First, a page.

Research results published in the Journal of Food Science and Technology show that pumpkin contains appreciable amounts of important nutrients, including calcium, iron, zinc, total dietary fibre and β-carotene.

Zinc, of which pumpkin seeds are rich, has many crucial functions, including sleep, insulin regulation, mood, eye and skin health, and particularly it supports the immune system. Zinc deficiency is common in our societies, and that leads to increased incidence of colds and flu, as well as depression and chronic fatigue. The boost to my immune system from pumpkin seeds could explain my better resistance to cold and cough.

And what about my own experience of falling asleep more easily? That link with pumpkin seeds too has found confirmation in scientific literature.

Pumpkin seeds are rich in the amino acid tryptophan (proteins are complex molecules made of amino acids), that the body converts into the highly precious neurotransmitter serotonin which in turn is converted into melatonin, called the "sleep hormone". Research has found that protein source tryptophan is comparable to pharmaceutical grade tryptophan for the treatment of insomnia.

In addition, pumpkin seeds are cheap, easy to eat, easy to carry, don't require cooking, etc etc.

In case you are thinking that I have invested in pumpkin seed companies' shares or otherwise have vested interests in them, I haven't. But now I may be starting giving it a thought.

Friday, 11 March 2016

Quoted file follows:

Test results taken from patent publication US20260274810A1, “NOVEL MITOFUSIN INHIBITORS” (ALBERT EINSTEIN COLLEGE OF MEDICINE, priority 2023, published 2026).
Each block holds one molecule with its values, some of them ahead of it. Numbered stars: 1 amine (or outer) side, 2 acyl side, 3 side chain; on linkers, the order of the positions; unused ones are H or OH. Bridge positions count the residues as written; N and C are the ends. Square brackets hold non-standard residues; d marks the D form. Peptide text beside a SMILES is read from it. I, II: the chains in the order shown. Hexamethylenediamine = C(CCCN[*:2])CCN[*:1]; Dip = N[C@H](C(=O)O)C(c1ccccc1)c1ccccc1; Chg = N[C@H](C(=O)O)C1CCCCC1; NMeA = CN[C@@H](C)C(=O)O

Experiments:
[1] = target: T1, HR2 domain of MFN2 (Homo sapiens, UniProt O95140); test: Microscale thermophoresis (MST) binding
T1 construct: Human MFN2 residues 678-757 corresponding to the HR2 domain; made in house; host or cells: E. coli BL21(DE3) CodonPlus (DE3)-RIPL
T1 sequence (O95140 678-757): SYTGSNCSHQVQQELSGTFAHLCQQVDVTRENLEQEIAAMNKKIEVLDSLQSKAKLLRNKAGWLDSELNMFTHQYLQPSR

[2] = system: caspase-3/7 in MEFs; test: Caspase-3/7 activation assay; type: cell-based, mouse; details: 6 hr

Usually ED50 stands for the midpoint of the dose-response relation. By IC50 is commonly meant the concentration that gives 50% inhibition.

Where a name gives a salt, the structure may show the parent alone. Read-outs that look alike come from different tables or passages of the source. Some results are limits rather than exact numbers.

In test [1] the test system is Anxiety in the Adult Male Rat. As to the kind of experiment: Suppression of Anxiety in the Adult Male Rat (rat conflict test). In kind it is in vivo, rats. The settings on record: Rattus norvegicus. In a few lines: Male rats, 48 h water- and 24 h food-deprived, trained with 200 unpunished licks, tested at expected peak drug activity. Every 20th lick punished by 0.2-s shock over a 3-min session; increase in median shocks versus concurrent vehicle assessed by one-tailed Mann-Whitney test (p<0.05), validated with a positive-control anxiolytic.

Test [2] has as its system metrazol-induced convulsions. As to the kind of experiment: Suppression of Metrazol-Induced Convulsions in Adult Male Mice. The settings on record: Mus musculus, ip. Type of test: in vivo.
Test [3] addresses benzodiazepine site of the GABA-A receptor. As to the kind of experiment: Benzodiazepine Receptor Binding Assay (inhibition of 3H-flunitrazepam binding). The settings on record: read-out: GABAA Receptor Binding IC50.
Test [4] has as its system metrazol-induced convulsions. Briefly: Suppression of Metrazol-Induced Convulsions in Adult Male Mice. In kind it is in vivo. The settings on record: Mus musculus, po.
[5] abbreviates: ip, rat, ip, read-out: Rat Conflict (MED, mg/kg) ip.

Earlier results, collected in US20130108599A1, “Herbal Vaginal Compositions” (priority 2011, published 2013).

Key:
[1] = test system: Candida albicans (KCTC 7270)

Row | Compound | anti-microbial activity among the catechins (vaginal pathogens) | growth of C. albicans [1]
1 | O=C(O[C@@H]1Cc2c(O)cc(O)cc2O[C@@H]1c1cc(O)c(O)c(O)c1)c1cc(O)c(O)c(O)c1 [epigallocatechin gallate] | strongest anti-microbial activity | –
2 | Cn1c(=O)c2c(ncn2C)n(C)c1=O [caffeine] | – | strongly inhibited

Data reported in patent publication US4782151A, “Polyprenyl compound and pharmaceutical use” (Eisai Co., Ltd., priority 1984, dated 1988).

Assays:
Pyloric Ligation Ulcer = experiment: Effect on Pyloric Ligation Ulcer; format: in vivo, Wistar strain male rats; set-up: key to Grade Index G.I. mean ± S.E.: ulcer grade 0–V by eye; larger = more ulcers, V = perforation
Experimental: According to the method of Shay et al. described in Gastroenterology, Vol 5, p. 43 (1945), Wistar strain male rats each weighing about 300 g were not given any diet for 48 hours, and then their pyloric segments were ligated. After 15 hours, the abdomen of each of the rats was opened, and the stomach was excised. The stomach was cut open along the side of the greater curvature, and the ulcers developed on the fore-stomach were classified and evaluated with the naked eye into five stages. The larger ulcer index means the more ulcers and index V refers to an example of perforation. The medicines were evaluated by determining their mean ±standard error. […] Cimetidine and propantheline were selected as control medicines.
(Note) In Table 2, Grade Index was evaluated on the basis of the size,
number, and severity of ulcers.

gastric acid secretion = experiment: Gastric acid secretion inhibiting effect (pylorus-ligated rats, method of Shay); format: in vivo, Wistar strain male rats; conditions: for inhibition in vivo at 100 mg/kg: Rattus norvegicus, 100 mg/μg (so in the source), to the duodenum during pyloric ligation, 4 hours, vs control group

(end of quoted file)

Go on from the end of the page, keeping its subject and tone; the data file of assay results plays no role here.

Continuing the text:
Redefining Marriage in Italy Is Not so Easy

Rome Family Day protest, 30 January 2016

Published on Catholic World Report

By Enza Ferreri


Recently Catholic World Report published an article by Italian journalist Alessandra Nucci on how “Italy is the last remaining nation in Western Europe to hold out against the recognition of civil partnerships” and how the Church hierarchy, in particular the Italian Bishops’ Conference, has not always been as straightforward as desired on this theme.

It was followed a few days later by a piece on the website of the Culture of Life Foundation entitled Italy Debates The Definition Of “Family”…A Half-Century Too Late, by Steve Soukup.

First the facts. Is Italy the last stronghold of the Catholic family in Western Europe? We’ll have to wait until the result of the vote on new prospective legislation currently under discussion, but there are signs that in Italy the LGBT and similar lobbies are having a more difficult time than elsewhere.

There are two major innovative elements in the Cirinnà proposed law (named after the senator Monica Cirinnà who drafted it) that is now going through the Italian Parliament. One is granting official status to both heterosexual and homosexual civil partnerships, making them legally equal to marriages. The other is giving the civil partners in all these unions the right to adopt each other’s offspring, thus opening the door to same-sex couples’ adoption rights.

While the various parties in Parliament are negotiating and fighting over innumerable amendments and counter-amendments to the bill, the latest opinion polls have found that a small majority of Italians (between 50% and 60%, depending on the poll) favor the former but a strong majority (3 out of 4) oppose the latter.

Breakdown by political affiliation shows that the majority of Right-wing respondents oppose official status for civil partnerships as well, although individual Catholic members of Parliament across a broad spectrum of parties from the Right to the Left are also totally against this bill.